The longstanding “water wars” between Georgia and Florida has moved from the legal battlefield to the political one.
A week after a recommendation favoring Georgia was made in a U.S. Supreme Court case over water sharing, Florida lawmakers are now pressing the issue in Congress.
Rep. Neal Dunn, R-Florida, has introduced a resolution seeking to stop the corps from carrying out provisions of its revised water control manual for the Apalachicola-Chattahoochee-Flint River Basin, which includes Lake Lanier in the headwaters.
And Sen. Bill Nelson, D-Florida, has introduced a bill seeking to create a manual protecting and restoring “thriving and diverse populations of the full range of native fish and wildlife species.”
The Gainesville-based Lake Lanier Association especially reacted last week to Nelson’s bill, saying it “requires a significant response by Georgia, not only in defense of Lake Lanier and its importance to the Georgia economy, but against what would be a precedent-setting action by Congress to take control of a watershed system away from the Corps of Engineers.”
In a statement last week, the organization also urged Georgia’s congressional delegation to defeat the bill while it is still in committee.
“The delegation has been successful at blocking previous attempts to take control of the ACF by Alabama, and we remain optimistic that they will prevail in this instance as well.”
U.S. Sen. Johnny Isakson, R-Ga., said he is ready to help in Congress with “any future resolution the governors achieve.”
At the same time, “I will continue to vehemently oppose any legislation that seeks to undermine Georgia’s legitimate interests in these disputes.”
Isakson said he supports the corps “in managing the basins for its many users.”
Ryan Rowberry, a Georgia State University law professor and lawyer who once represented Florida in the water wars, said he doesn’t expect legislation on the water issues to gain much traction in Congress.
He believes Congress would just direct the states to hash out the issues between themselves and the corps.
Congress “has done that for some states in the West,” Rowberry said.
Georgia, Florida and Alabama have been grappling since 1990 over issues related to the tri-state basin.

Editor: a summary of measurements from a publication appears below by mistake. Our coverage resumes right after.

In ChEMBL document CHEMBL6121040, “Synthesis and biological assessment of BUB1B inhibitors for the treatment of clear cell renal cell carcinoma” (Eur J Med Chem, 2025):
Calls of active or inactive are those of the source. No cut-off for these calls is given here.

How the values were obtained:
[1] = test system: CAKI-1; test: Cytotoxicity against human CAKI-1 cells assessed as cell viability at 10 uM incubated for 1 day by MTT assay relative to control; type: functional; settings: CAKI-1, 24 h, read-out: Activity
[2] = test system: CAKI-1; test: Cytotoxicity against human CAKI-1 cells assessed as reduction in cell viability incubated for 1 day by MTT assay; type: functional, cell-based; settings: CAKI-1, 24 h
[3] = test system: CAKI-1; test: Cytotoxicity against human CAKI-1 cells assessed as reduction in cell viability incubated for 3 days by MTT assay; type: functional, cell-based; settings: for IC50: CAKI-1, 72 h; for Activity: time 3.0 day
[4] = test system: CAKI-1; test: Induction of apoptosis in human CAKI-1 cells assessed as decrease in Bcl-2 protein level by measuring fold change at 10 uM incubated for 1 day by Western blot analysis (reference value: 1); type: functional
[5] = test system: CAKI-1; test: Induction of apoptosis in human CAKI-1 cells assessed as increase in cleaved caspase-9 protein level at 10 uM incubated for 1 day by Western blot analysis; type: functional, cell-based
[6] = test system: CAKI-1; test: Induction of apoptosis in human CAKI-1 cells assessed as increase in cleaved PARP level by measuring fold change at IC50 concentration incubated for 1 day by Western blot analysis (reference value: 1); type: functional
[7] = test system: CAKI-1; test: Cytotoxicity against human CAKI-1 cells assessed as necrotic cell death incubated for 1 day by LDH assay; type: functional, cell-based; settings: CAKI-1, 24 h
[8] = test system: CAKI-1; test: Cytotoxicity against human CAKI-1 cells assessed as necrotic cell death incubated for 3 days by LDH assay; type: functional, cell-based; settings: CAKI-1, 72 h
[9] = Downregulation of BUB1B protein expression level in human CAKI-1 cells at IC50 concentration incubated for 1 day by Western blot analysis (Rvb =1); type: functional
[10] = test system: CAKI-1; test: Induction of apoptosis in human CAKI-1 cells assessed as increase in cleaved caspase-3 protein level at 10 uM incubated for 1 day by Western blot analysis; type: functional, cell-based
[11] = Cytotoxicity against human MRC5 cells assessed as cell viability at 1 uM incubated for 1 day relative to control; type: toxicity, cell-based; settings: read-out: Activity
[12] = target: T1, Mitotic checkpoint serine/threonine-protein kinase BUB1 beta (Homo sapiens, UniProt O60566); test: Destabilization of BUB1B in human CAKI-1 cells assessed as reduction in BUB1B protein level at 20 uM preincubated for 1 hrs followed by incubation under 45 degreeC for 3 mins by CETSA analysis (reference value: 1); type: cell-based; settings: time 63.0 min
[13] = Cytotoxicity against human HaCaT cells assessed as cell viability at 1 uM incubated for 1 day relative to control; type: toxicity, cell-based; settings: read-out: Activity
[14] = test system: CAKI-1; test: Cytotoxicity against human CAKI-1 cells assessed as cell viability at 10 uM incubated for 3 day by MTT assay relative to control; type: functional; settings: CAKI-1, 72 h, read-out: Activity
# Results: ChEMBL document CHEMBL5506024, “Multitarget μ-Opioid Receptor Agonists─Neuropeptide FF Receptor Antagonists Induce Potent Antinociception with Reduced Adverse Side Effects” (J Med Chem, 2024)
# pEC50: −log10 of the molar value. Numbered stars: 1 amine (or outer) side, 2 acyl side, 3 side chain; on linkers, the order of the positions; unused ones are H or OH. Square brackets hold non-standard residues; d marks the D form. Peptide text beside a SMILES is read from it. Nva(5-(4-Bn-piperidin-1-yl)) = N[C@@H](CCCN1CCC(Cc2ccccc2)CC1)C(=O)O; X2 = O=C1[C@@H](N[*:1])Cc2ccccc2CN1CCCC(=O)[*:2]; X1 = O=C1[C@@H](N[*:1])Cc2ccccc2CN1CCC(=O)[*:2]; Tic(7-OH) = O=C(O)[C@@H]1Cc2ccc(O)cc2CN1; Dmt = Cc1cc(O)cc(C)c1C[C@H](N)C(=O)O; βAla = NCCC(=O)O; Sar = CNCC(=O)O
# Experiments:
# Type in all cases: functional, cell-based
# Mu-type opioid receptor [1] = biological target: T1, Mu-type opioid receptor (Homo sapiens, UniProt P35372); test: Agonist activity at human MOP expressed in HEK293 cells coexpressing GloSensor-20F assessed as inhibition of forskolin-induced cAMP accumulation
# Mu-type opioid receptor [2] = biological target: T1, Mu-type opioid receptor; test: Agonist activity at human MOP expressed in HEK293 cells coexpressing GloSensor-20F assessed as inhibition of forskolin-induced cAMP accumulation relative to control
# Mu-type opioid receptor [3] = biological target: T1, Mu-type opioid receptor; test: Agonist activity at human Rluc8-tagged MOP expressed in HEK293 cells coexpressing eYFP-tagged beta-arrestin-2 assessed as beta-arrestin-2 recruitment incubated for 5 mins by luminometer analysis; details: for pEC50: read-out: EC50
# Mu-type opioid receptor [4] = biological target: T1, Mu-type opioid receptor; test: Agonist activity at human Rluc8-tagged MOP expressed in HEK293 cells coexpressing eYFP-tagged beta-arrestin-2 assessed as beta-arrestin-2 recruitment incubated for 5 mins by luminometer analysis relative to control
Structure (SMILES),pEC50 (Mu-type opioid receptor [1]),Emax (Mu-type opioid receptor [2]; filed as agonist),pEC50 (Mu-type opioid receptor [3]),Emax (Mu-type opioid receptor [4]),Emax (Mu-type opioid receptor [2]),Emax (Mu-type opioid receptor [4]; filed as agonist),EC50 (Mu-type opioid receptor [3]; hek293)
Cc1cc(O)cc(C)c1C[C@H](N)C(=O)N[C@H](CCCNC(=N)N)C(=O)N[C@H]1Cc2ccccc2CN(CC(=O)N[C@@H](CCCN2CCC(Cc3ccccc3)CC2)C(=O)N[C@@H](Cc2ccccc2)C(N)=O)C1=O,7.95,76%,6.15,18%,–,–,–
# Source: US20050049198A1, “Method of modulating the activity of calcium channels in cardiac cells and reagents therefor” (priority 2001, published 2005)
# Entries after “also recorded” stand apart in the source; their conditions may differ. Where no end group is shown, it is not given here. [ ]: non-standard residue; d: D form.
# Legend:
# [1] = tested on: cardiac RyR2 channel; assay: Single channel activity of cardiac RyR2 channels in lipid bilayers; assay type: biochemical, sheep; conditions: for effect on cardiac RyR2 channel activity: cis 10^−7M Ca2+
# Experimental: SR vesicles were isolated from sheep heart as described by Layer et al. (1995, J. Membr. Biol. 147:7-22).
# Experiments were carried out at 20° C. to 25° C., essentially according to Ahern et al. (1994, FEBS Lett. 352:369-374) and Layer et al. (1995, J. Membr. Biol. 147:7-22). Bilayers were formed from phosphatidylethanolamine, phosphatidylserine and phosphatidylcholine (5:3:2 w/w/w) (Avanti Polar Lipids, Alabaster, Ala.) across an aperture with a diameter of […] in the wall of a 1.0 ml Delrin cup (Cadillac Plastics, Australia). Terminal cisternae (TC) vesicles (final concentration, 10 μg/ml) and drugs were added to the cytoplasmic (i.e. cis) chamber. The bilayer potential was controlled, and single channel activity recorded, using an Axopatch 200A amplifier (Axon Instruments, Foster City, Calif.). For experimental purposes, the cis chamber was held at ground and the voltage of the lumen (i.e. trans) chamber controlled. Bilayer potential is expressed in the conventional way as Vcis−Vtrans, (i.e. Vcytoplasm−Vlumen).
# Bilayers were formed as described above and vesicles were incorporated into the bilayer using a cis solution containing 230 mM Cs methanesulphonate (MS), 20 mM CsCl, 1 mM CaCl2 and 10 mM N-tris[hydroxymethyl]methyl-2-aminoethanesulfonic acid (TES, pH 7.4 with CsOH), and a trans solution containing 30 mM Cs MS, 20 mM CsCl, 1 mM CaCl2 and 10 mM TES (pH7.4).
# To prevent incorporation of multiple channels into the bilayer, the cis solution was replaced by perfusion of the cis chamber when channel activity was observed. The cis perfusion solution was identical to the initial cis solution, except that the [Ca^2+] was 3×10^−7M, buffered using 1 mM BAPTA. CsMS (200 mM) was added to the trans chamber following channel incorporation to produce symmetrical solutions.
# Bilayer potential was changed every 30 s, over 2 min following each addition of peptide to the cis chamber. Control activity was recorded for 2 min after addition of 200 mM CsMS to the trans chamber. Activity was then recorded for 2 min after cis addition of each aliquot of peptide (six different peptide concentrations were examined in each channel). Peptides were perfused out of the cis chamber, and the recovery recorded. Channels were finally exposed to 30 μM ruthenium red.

In the latest dispute, Florida had accused Georgia of overusing water, leaving little to spare in the Apalachicola Bay at the Gulf of Mexico. Georgia’s actions, the state alleged, devastated the region’s seafood industry and the ecosystem.
Florida, in hoping the Supreme Court could force Georgia to throttle back on water usage, was dealt a blow Feb. 14. Maine lawyer Ralph Lancaster Jr., who presided over the case, recommended that justices deny Florida’s requests for relief, deferring to the corps and its newly revamped water manual.
The corps “retains extensive discretion in the operation of those federal reservoirs,” Lancaster said. “As a result, the corps can release (or not release) water largely as it sees fit.”
In documents released in December, the agency decided to grant Georgia’s requests for 242 million gallons per day in gross withdrawals from Lake Lanier and releases from Buford Dam to support downstream withdrawals of up to 379 million gallons per day.
The agency also said it was complying with the 11th Circuit Court of Appeals’ 2013 order, which authorized 705 million gallons per day in withdrawals “without jeopardizing downstream needs,” Georgia Department of Natural Resources spokesman Kevin Chambers said at the time.
By comparison, the withdrawals in 2011 were 115 million gallons per day from Lanier and 246 million gallons downstream from Buford Dam.
However, the manual isn’t completely ready to roll out.
“At this point, we are still reviewing (public) comments,” corps spokesman Pat Robbins said.
The Army is expected to later OK the manual and an accompanying Environmental Impact Statement, he said.
Rowberry said he “was a little bit shocked” Florida didn’t include the corps in its suit against Georgia.
“It makes complete sense you need the corps involved to have, as (Lancaster) said, any real remedy,” he said.
The professor said he also believes the Supreme Court will probably issue a final ruling with a couple of months.
And, Rowberry added, justices likely will affirm Lancaster’s recommendation, unless he made some procedural mistakes — such as how he handled evidence or whether he allowed enough time on certain issues.
“That’s kind of why they have special masters,” Rowberry said.